Eastern Europe’s share grows
By Sandy Guthrie14 January 2015
By 2014, the construction market in Eastern European was estimated to have a 20% share of the total European market in financial terms, with around €300 billion spent on construction in those countries.
The figures have been compiled by the EECFA, the construction forecasting research co-operation of national research institutions in Bulgaria, Croatia, Romania, Russia, Slovenia, Serbia, Turkey and Ukraine.
It said that in the last 10 years, the region had managed to double its share. Almost uninterrupted growth in the two biggest markets, Russia and Turkey, was said to have contributed at one end, with a shrinking overall market in Western and Central Europe since 2009, at the other end.
The buildings sector – both residential and non-residential – was responsible for an average of around 60% of construction in the 2009 to 2014 period in the Eastern region, while they had an almost 80% share elsewhere in Europe. The EECFA said this showed that in the emerging regions of Europe, infrastructure-related construction was more dominant relatively.
It said that filtering out the construction cost differences between the regions and comparing the performance of new building construction in terms of units showed a different picture, with the Eastern region, led by Russia and Turkey, taking over the leading role in terms of number of dwellings completed.
It was found that in 2014, just over 1,900,000 dwellings were expected to have been completed, with over a million in Russia alone.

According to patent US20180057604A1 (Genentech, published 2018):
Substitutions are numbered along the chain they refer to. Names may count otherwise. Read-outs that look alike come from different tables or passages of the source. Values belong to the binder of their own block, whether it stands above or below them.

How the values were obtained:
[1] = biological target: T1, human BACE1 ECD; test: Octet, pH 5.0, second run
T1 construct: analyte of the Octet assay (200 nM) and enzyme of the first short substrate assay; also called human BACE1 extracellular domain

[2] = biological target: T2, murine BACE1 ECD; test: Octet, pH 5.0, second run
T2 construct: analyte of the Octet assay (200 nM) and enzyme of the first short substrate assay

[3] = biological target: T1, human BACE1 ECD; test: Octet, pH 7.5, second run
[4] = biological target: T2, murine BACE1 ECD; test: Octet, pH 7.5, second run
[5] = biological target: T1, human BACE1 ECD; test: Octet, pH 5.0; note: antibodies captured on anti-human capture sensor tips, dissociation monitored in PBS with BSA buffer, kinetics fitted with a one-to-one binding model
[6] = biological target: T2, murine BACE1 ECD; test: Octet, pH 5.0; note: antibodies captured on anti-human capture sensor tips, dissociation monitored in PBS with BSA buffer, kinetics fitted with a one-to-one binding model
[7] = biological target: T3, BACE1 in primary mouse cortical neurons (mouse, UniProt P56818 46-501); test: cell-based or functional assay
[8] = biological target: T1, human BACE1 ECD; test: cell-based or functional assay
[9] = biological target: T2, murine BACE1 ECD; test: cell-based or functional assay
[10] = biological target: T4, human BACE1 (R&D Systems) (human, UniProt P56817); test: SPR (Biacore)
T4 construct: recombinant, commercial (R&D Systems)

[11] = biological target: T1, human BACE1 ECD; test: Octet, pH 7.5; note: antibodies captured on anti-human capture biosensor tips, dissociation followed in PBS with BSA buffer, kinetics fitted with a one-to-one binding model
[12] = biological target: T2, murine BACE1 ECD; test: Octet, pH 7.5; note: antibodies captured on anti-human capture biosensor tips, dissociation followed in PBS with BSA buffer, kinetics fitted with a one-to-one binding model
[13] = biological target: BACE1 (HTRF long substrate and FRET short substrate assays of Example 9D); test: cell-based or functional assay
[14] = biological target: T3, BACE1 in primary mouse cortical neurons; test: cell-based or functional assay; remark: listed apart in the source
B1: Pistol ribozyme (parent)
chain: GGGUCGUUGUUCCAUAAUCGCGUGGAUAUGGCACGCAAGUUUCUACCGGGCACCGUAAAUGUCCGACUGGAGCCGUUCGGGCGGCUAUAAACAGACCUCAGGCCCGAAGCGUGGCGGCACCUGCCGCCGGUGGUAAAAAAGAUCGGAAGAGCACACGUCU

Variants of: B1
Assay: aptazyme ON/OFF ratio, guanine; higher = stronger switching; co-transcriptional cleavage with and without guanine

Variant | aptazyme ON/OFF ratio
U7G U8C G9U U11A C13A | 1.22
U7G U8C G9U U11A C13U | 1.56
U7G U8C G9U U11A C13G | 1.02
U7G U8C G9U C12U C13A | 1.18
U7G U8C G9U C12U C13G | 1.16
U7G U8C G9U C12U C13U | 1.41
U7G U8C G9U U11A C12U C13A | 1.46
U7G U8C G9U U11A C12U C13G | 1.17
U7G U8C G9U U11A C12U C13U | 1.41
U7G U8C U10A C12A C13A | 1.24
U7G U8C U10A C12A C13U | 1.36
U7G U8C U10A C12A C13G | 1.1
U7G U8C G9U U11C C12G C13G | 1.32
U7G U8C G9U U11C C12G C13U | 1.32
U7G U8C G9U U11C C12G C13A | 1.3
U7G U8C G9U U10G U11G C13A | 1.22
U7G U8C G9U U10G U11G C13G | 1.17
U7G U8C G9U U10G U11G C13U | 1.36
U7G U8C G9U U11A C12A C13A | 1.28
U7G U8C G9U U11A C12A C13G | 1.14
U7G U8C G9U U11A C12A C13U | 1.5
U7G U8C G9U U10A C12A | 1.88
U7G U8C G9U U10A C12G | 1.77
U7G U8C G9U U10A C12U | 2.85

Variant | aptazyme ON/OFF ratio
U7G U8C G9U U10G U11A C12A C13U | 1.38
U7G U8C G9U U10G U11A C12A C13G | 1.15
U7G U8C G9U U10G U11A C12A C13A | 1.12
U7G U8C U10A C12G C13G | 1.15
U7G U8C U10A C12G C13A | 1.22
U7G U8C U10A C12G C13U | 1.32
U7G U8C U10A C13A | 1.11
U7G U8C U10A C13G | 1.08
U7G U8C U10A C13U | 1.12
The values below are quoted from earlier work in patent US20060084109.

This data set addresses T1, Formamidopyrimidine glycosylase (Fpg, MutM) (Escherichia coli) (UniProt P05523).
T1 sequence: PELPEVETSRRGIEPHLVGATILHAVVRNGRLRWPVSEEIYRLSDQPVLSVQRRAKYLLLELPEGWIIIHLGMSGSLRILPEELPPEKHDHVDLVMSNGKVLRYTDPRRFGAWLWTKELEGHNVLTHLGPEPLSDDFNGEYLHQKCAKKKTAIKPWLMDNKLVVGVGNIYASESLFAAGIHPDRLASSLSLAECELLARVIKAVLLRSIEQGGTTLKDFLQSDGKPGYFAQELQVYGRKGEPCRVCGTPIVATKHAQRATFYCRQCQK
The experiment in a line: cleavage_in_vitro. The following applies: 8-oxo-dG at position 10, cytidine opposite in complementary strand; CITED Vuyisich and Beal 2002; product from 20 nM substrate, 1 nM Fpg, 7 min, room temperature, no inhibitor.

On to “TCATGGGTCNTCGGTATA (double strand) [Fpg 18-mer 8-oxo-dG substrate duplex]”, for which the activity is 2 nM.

The EECFA said this was 45% more than in Western and Central Europe together.
It added, “When it comes to non-residential buildings, the best comparison is the built-up floor area. In the eight Eastern countries we are covering, close to 80 million m2 is estimated to have been put into operation, while the corresponding figure (2013) for the rest of Europe is 190 million m2.”
It said the situation was about to change in the next few years, though, and suggested that 2014 would probably be the peak year in the Eastern region for a while, when considering the region as a whole.
The Russian construction market was predicted to suffer, with the loss not counterbalanced by the growth potential it saw in smaller, Balkan countries which were at the bottom of the cycle in building construction.
Although it said it was still optimistic about most segments in Turkey, it expected a turn in the forecast for the residential market. It said that because of its exceptionally large share, this could drag the whole market into a negative position.”
An interactive display of the EECFA figures can be found at eecfa.com.
Figures for the Eastern region came from EECFA’s latest Forecast Reports, issued on 20 December, 2014. For the rest of Europe, aggregated figures from Euroconstruct’s latest reports, issued on 19 November, 2014, were used, with estimates prepared by Buildecon for a presentation at the 78th Euroconstruct Conference in Milan, Italy. The interactive display was prepared by Buildecon, EECFA Central.